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Timetable updated for the Local Plan

Uttlesford District Council will work to a new timetable for the emerging Local Plan, which will bring high quality homes and employment to the District for decades to come.

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The local plan is an important document as it sets out where new local homes and businesses will go in the future, as well as the things such as transport improvements and extra community facilities needed to support it. The plan also includes guidance on how this development will happen. This will help the District to keep its high quality of life and special character.

The plan timetable has been updated due to the large number of comments received in an earlier local plan consultation, which ran from July to September 2017. People were asked for their views on the sites put forward for development, and almost 6,000 comments were made by over 2,000 individuals and organisations.

The Council has looked at all the comments and is carrying out further work to address some of the issues raised, including the water cycle study, archaeology, heritage, employment, transport and sports facilities. This will add to the background work the Council has already done.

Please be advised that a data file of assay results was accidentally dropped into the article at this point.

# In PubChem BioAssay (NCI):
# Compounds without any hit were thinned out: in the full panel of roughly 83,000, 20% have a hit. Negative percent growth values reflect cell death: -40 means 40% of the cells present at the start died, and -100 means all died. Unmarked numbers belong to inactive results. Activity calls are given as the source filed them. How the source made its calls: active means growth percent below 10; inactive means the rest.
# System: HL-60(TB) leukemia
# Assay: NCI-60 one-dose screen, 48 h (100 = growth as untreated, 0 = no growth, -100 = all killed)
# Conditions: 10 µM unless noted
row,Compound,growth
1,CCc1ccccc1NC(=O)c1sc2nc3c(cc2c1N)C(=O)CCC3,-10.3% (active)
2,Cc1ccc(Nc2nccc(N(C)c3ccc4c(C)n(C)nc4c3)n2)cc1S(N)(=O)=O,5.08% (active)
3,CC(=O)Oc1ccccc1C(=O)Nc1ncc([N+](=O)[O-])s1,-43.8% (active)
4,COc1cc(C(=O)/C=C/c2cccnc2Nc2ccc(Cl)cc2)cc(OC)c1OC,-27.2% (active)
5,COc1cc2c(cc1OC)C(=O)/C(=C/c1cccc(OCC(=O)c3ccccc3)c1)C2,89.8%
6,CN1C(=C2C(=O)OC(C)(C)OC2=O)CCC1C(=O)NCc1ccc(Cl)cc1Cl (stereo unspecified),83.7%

The new timetable means the Cabinet and Full Council will consider the next version of the local plan - called 'pre submission'- in June, with another round of public consultation starting in early summer.

A main part of the draft proposals, as consulted on by the Council in July last year, are three new garden communities - North Uttlesford, Easton Park, and West of Braintree.

The Council expects any garden communities to set a standard for modern living, with well-designed homes, jobs, services and community facilities supporting a high quality of life and creating healthy, safe and vibrant places. The garden communities would also add to the future economic success of the District and wider area.

Whilst recognising the ambition and scale of the proposals, the Council wants the settlements to be built to garden community principles. A key element in achieving these principles is to ensure essential infrastructure such as schools, roads and leisure facilities, including opportunities for new country parks, are built at the appropriate time. In order to do this the Council has employed a team of people who will look to bring maximum benefits from the new settlements to new and existing communities.

The team is looking at a wide range of delivery options for how to bring the communities forward (*see notes). The decision on which options to use will develop over the coming months as part of the negotiations with landowners. The final decision on the best approach for each garden community will be made in due course.